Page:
Written by Sean Ban
So, for those of you that either don’t know and/or stumbled across this site for the first time, the PCC Inscape magazine itself has been in production for a long time. Starting in 1943, PCC Inscape originally started as Pipes of Pan. It wasn’t until around the 1960s that the name of the magazine become what we know now. There have been many issues across the lifespan of this magazine. I’m going to be honest; I didn’t take the time to look across all the previous issues, but I did look at five different ones, two issues from the 70s, one from the 80s, and two from the 90s. For this post, I’ll be looking at and reviewing the 1987 issue.
Now, this 1987 issue stood out to me due to the cover. Why, you may ask? Well, aside from the art, I found a short poem on the back cover. This little extra tidbit was the only one I found among the five I chose to look at. There previous issues had excellent pieces, don’t get me wrong, but this issue caught my attention with its art as well.
There are quite a few more images in this one than the issues before it. The art was also not as abstract or random as the ones after it. A notable piece can be found on the inside of the back cover, which is a full-bodied drawing of person in a sci-fi suit with a back profile view.
As with most issues, there is a mix of both stories and poems. One of the short stories/memoir pieces that I found intriguing was “Kiddie Shows I Used To Watch” by Pamala Karol. Based on the title, you would think that it is a lighthearted piece with fond memories of the shows of yore, but I believe that it goes much deeper than what we’ve been given to believe.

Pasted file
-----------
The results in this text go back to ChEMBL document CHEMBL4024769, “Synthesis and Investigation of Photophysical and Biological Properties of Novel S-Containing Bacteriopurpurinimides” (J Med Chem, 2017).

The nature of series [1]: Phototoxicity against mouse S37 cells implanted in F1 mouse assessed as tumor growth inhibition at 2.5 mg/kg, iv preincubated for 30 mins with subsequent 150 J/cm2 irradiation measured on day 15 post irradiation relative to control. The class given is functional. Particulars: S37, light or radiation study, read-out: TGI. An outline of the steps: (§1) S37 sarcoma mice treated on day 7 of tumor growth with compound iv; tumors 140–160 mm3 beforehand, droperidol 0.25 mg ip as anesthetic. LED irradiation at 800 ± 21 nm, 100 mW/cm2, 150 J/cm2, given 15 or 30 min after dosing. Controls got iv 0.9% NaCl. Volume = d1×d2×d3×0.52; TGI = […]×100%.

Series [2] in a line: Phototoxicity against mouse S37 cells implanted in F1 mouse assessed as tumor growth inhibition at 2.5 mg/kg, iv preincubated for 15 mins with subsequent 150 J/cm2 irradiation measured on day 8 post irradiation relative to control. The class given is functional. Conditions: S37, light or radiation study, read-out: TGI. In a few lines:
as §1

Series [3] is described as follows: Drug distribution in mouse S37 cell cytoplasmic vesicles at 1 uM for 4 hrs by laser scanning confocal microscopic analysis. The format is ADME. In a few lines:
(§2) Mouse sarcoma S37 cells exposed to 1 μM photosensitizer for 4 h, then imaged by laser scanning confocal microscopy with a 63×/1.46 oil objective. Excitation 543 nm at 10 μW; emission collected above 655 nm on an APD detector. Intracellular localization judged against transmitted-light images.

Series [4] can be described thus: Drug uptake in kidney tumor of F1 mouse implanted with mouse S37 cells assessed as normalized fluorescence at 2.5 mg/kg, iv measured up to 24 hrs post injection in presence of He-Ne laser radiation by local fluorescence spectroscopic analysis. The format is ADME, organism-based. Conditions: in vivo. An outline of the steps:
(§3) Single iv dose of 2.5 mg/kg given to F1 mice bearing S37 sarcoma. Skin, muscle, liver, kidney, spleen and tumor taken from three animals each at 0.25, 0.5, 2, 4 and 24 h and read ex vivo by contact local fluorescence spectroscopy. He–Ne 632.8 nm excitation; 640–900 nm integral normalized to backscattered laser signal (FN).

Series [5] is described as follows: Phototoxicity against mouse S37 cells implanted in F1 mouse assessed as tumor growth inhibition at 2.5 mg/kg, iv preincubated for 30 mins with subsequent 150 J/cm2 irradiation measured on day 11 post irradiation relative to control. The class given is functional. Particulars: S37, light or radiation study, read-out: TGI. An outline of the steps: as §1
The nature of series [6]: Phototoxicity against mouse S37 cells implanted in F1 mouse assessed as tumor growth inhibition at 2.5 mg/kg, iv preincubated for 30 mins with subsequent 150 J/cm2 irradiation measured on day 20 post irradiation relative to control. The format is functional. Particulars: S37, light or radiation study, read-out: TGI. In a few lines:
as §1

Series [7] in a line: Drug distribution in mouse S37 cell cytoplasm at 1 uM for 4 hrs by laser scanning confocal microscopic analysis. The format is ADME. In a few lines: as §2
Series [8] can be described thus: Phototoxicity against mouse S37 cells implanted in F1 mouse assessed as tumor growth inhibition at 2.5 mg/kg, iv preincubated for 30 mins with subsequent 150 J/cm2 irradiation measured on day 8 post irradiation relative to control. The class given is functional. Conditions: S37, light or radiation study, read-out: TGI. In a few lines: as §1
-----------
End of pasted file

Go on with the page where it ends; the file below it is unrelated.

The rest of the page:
The poem references different shows with characters like Mighty Mouse, Crusader Rabbit, Roadrunner, Daffy, Felix, Bullwinkle, Bugs and Rags. This sets us up with a time period as to when these shows would air in syndication. I’m not totally sure why this caught my attention, but the lines “my mother bellied by in spike mules and a snippy bikini to answer the door for some grisly simian who came to fix her washing machine” made me think about something that is drastically different from the tone of the title.
The lines found later in the poem: “Through the [...] open crack in the kitchen door I could see my mother posing on a step-ladder and chirping and pointing the painted toenails of one foot at her busted wrangler; her spring-o-later dangling mid-air by a strap, her instep bobbing it articulately" are what really caught my attention. Now, I don’t know what you would make of that, and maybe my mind has been in the gutter one too many times, but that seems to be insinuating something. The author might have included this section because it was a detail that possibly changed her childhood and robbed her of some innocence. It was explained in such graphic detail, I can't help but believe that this is what made the day that this piece took place on stand out to her. However, I feel that it’s up to the reader to come to their own conclusion.